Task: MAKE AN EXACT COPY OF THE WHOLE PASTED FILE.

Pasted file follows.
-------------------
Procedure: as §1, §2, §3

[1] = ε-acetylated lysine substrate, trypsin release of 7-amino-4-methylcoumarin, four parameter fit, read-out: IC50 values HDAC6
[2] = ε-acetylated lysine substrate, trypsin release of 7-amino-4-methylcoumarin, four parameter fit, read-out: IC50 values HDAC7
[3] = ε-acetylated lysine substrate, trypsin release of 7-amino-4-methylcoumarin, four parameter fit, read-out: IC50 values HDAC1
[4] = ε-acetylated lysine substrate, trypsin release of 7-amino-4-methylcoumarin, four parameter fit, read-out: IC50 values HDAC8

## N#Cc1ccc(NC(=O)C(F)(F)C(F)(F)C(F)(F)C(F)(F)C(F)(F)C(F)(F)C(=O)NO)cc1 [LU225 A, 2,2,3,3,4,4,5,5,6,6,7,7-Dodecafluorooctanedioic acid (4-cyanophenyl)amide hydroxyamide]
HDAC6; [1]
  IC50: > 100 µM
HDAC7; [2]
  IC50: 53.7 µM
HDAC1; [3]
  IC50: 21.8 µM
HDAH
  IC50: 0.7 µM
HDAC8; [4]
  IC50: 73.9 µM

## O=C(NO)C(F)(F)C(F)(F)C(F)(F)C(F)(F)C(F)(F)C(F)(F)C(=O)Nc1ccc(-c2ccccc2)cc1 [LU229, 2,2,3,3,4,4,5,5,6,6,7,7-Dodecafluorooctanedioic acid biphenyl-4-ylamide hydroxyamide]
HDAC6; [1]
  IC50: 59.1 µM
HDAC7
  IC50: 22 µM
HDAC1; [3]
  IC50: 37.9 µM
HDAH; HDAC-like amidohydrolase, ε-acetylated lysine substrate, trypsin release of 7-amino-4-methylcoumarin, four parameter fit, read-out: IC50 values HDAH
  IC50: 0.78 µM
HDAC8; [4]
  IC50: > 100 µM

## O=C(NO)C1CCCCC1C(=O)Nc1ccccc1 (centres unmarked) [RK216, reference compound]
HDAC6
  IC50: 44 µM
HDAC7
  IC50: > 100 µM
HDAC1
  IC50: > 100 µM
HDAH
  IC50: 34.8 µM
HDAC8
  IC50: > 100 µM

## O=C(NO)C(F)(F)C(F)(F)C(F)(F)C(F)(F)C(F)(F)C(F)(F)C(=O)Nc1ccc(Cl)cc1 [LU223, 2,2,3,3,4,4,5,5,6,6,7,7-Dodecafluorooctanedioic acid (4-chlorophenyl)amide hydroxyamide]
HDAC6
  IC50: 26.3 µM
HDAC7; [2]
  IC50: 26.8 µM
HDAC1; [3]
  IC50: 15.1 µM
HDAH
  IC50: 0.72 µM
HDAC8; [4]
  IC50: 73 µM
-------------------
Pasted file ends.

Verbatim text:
Procedure: as §1, §2, §3

[1] = ε-acetylated lysine substrate, trypsin release of 7-amino-4-methylcoumarin, four parameter fit, read-out: IC50 values HDAC6
[2] = ε-acetylated lysine substrate, trypsin release of 7-amino-4-methylcoumarin, four parameter fit, read-out: IC50 values HDAC7
[3] = ε-acetylated lysine substrate, trypsin release of 7-amino-4-methylcoumarin, four parameter fit, read-out: IC50 values HDAC1
[4] = ε-acetylated lysine substrate, trypsin release of 7-amino-4-methylcoumarin, four parameter fit, read-out: IC50 values HDAC8

## N#Cc1ccc(NC(=O)C(F)(F)C(F)(F)C(F)(F)C(F)(F)C(F)(F)C(F)(F)C(=O)NO)cc1 [LU225 A, 2,2,3,3,4,4,5,5,6,6,7,7-Dodecafluorooctanedioic acid (4-cyanophenyl)amide hydroxyamide]
HDAC6; [1]
  IC50: > 100 µM
HDAC7; [2]
  IC50: 53.7 µM
HDAC1; [3]
  IC50: 21.8 µM
HDAH
  IC50: 0.7 µM
HDAC8; [4]
  IC50: 73.9 µM

## O=C(NO)C(F)(F)C(F)(F)C(F)(F)C(F)(F)C(F)(F)C(F)(F)C(=O)Nc1ccc(-c2ccccc2)cc1 [LU229, 2,2,3,3,4,4,5,5,6,6,7,7-Dodecafluorooctanedioic acid biphenyl-4-ylamide hydroxyamide]
HDAC6; [1]
  IC50: 59.1 µM
HDAC7
  IC50: 22 µM
HDAC1; [3]
  IC50: 37.9 µM
HDAH; HDAC-like amidohydrolase, ε-acetylated lysine substrate, trypsin release of 7-amino-4-methylcoumarin, four parameter fit, read-out: IC50 values HDAH
  IC50: 0.78 µM
HDAC8; [4]
  IC50: > 100 µM

## O=C(NO)C1CCCCC1C(=O)Nc1ccccc1 (centres unmarked) [RK216, reference compound]
HDAC6
  IC50: 44 µM
HDAC7
  IC50: > 100 µM
HDAC1
  IC50: > 100 µM
HDAH
  IC50: 34.8 µM
HDAC8
  IC50: > 100 µM

## O=C(NO)C(F)(F)C(F)(F)C(F)(F)C(F)(F)C(F)(F)C(F)(F)C(=O)Nc1ccc(Cl)cc1 [LU223, 2,2,3,3,4,4,5,5,6,6,7,7-Dodecafluorooctanedioic acid (4-chlorophenyl)amide hydroxyamide]
HDAC6
  IC50: 26.3 µM
HDAC7; [2]
  IC50: 26.8 µM
HDAC1; [3]
  IC50: 15.1 µM
HDAH
  IC50: 0.72 µM
HDAC8; [4]
  IC50: 73 µM